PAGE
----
You Can't Stop Mkpụrụmmiri with Cane, Tackle the Dealers First —ANSAA Boss, Emecheta Advises

Dec 15, 2021 - 21:55
You Can't Stop Mkpụrụmmiri with Cane, Tackle the Dealers First —ANSAA Boss, Emecheta Advises

By Izunna Okafor, Awka

The Managing Director and Chief Executive Officer of Anambra Signage and Advertisement Agency (ANSA), Chief Jude Emecheta has recommended tackling the dealers and sellers of crystal methamphetamine, popularly known as mkpụrụmmiri, as one of the surest ways of curbing the menace and trending issues of the dangerous hard drug ravaging the youths and the society at large today.

Chief Emecheta disclosed this in an interview with our reporter in his office in Awka, Anambra State capital; during which he advised the government and law enforcement agencies to first hunt for and deal with the manufacturers sellers of the hard drugs, who are the sources through which the users get and abuse them. 

He opined that some of the manufacturers and dealers tend to export the drug, but when they cannot do so due to restrictions, they end up selling it cheap locally, to the youths, to keep their business going.

Emecheta, who noted that the abuse of mkpụrụmmiri did not start today, recounted how some secondary school students abused and did many unimaginable things under the influence of the dangerous drug back then in secondary school; and further linked mkpụrụmmiri and other hard drugs to cultism, crime, other forms of social vices; as well as the massive destruction of property by the #EndSARS protesters.

He also debunked as a big lie, the defense mechanism by some youths who claim they take mkpụrụmmiri because of unemployment, or to enable them do hard jobs and work hard for a very long time without getting tired.

He highlighted the various effects of mkpụrụmmiri and other hard drugs in the society today, and further acknowledged that even the police and other law enforcement agencies are vulnerable and gripped with fears, which is the reason some community youths now take it upon themselves to curb the menace in their own way.

While appreciating youths of various communities for rising up against mkpụrụmmiri, he however belittled the efficacy of flogging and beating as a way of stopping drug abuse, and warned that such is not the ultimate solution to the problem, as it can be likened to using cane to conduct deliverance.

He said, “You can't use cane or beating to stop mkpụrụmmiri. It may only inject fear in some of the abusers who are new in the system, but they will surely go back to it after a short period of time. That is even for those who are new in the system. But it cannot work at all on those who are already seriously addicted to it, because it is impossible to flog out addiction with cane.”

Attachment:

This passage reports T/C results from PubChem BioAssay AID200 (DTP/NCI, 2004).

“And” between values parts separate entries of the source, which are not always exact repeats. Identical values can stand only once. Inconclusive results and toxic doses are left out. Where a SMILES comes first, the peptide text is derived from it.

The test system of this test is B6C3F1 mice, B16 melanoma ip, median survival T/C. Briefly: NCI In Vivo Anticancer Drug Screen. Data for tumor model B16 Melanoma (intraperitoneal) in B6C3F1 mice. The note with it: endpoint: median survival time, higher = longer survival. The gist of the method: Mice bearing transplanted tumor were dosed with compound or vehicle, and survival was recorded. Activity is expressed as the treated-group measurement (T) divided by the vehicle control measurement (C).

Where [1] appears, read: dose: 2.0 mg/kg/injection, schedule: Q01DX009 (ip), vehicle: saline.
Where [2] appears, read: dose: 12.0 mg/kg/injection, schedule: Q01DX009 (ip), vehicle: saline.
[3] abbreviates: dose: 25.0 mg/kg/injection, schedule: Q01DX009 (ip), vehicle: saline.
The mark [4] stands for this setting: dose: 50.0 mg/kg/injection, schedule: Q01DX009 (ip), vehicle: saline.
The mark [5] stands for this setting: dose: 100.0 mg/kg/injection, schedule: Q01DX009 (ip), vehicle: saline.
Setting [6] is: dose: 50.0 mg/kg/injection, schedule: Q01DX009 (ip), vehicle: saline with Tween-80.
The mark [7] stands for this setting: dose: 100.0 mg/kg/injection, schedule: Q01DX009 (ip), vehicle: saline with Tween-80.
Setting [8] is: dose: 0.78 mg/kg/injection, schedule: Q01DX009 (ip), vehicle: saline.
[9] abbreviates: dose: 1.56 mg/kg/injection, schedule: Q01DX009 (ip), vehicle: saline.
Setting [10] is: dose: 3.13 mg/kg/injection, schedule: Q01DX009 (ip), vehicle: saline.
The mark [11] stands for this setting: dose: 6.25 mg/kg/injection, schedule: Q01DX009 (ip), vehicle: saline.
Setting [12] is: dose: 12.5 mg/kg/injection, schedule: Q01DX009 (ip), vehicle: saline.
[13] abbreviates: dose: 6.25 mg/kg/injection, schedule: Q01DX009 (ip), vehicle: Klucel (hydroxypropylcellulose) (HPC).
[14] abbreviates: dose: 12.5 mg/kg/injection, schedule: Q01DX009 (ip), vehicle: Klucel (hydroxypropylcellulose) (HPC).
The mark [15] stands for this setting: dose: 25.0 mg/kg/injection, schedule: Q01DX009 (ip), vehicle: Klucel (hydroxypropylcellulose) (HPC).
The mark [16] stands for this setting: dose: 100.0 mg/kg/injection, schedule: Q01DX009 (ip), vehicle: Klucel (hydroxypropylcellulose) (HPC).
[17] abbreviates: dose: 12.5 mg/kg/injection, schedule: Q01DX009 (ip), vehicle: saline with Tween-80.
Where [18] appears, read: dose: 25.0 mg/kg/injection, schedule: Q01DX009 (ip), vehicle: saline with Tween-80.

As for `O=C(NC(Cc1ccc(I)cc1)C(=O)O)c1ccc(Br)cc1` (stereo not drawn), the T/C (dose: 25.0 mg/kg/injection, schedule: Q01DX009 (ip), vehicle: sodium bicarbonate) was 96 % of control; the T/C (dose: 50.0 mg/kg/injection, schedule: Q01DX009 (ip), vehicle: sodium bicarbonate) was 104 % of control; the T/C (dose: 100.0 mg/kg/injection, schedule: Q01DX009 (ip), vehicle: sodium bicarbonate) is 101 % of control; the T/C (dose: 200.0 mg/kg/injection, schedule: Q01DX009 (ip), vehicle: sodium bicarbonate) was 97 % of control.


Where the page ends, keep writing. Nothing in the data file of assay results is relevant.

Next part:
“In the process of flogging and beating the person, you may even kill or inflict him with a life-time injury, as we have seen in recent time; and by so doing, your aim is defeated. That is why I don't think flogging is the best solution,” he added.

While noting that imprisonment of the abusers may not even also be the ultimate solution, Chief Emecheta also acknowledged that some who are into drugs did not wish so for themselves, but learnt it through peer group; and are ready and willing to also withdraw from it. 

He therefore called on the government, parents, churches, community and town union leaders to join hand in curbing the abuse mkpụrụmmiri and other hard drugs in a more effective way.

He further recommended praying for and counselling the abusers, denying them some rights, privileges and opportunities in the church, community and society, organising relevant workshops and seminars; as well as engaging the services of psychologists or taking them to rehabilitation centers when they show willingness to withdraw or when they start withdrawing from the act, so as to reduce the withdrawal syndrome that usually comes with it.

What's Your Reaction?








Izunna Okafor Izunna Okafor is an award-winning Nigerian novelist, poet, journalist, essayist, editor, translator, publicist, Igbo language activist and administrator who hails from Ebenator in Nnewi South Local Government Area of Anambra State, Nigeria. He writes perfectly in English and Igbo languages, and has published several books in both languages. He has received over 25 awards, and has over 2000 articles published online, both nationally and internationally, cutting across creative writing and journalism. See his full profile at: